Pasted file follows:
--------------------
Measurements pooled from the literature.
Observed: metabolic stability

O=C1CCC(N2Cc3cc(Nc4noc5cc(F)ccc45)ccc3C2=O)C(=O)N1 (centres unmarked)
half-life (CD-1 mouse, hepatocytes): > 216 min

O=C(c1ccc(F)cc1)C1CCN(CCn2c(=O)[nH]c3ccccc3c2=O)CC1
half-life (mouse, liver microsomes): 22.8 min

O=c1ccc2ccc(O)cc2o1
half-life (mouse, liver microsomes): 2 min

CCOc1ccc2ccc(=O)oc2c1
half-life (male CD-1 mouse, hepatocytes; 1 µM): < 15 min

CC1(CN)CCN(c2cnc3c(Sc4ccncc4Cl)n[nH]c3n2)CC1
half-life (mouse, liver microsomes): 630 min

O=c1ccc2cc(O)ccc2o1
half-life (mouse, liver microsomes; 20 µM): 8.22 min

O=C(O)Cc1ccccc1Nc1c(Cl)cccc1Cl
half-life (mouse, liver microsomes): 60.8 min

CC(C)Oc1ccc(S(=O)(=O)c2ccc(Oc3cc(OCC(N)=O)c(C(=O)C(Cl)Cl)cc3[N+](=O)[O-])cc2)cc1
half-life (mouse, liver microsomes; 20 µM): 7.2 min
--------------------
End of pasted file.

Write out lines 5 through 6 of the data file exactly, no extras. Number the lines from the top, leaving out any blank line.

O=C(c1ccc(F)cc1)C1CCN(CCn2c(=O)[nH]c3ccccc3c2=O)CC1
half-life (mouse, liver microsomes): 22.8 min